short copy - this week on the internet

Top stories on the Internet this week: a new policy paper on Net Neutrality, the anti-NSA rally, new leaks, new copyright legislation proposals, and companies talk about the need to adopt new business models.

  • Net Neutrality

AccessNow, one of the most prolific international human rights organizations has released a new policy paper on Net Neutrality, which is a result of their one year of struggles to raise awareness on net neutrality and stop network discrimination in Europe.


These past weeks have seen the release of a new online universityIversity. Among the courses they offer, the Public Privacy: Cyber Security and Human Rights course attracted our attention immediately. It will “explore the connection between cyber security and human rights.” At the final of the course, students taking it will get to know “how human rights are used in the debate about Public Privacy; how individual, societal, political and governmental actors interact in this context; and what cyber security in consistency with human rights is about.”

  • NSA Surveillance

stop-watching-us-nsa-rallyAfter last week’s launch of Stop Watching Us, the first major event of the campaign took place on the 27th of October. The activists behind Stop Watching Us have organized an anti-NSA rally in Washington DC, which brought together thousands of people in a protest against the agency’s unconstitutional surveillance of both American citizens and the world.

The new revelations about NSA tapping on other countries’ officials’ phones (and not only officials), such as Angela Merkel’s, and their late reactions to the whole surveillance business raise some questions: why so late, why is no-one doing anything for Edward Snowden and why aren’t they offering him asylum? Nevertheless, there are some people out there who care about Snowden’s fate and who are trying to help through an online fund raising and awareness campaign. Similar actions have been taken for Julian Assange, Barrett Brown, Jeremy Hammond, and Chelsea Manning. In the meantime, Snowden got a tech suport job in Russia!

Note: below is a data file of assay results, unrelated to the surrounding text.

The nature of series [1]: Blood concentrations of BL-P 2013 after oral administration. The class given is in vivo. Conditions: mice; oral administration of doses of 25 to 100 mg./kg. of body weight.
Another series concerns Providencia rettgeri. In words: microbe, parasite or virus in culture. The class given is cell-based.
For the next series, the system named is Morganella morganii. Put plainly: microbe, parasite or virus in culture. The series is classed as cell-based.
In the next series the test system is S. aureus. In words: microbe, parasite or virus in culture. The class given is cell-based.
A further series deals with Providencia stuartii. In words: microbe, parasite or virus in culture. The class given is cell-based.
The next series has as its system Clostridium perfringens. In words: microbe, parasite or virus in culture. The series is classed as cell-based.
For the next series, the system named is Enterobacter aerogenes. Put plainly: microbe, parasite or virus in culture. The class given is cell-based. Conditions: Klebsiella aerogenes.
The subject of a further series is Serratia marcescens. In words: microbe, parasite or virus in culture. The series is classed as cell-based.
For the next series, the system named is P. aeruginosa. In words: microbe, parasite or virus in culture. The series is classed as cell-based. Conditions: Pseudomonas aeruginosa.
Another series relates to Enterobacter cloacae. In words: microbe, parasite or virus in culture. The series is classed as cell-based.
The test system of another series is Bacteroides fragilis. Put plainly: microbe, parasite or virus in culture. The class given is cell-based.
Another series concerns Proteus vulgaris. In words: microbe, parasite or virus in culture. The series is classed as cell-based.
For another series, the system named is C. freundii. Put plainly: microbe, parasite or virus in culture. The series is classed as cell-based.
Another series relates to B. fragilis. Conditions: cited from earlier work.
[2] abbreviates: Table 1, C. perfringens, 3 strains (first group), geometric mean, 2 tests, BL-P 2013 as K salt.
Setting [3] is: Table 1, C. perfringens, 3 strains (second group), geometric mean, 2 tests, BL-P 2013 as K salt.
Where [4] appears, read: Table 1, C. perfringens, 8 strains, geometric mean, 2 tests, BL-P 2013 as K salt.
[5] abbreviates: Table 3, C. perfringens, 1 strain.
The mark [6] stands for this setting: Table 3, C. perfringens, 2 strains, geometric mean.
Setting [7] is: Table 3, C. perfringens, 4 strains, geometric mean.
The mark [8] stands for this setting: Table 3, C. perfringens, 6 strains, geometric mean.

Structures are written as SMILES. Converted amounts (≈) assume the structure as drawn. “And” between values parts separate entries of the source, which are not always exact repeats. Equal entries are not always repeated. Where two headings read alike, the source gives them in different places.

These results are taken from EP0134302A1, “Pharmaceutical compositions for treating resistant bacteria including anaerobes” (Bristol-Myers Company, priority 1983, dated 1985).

For your online safety, here are Ten Steps You Can Take Right Now Against Internet  Surveillance. In case you are not yet completely sure what’s all the fuss around surveillance and privacy, take a look at Electronic Frontier Foundation’s article on why anonymity is important for every one of us or pay what you want for VODO’s Big Brother Bundle – an essential collection of games, graphic novels, documentaries, music and books from some seriously talented creators.

  • Copyright

The copyright scene has been quite busy this past week. In Ireland, new proposal for the copyright legislation has been submitted that aims to provide a framework for fair use of online content. In Italy, Electronic Communications Authority also submitted a draft regulation “which allows for blockades and seizures of websites that fail to respond to a takedown notice within three days”. ISPs in the UK are forced by the law to block the access to 25 of the largest copyright infringing websites.


 A new study on game piracy in UK, got several game companies’ representatives saying some sensible words (hey, MPAA and RIAA, listen to this): “Tiga’s survey shows that many games businesses continue to find the most effective response to the problem of piracy is to adopt new business models, such as subscription based services and free to play games”, said the study’s chief executive Dr Richard Wilson.

Another game company, Deep Silversays that they usually ignore piracy: “It’s not something that is new; it’s something that has been part of our business for decades… As a publisher, you just live with it. […]I think we just need to make sure that the games we publish are worth the money, and certainly there is always this piracy situation that any publisher has. No publisher can tackle [it], really.

Illustration by: Alex Lungu (derived from: Doug Cavendish)
I am a fresh Anthropology graduate from Stockholm University, passionate about Internet and digital copyright.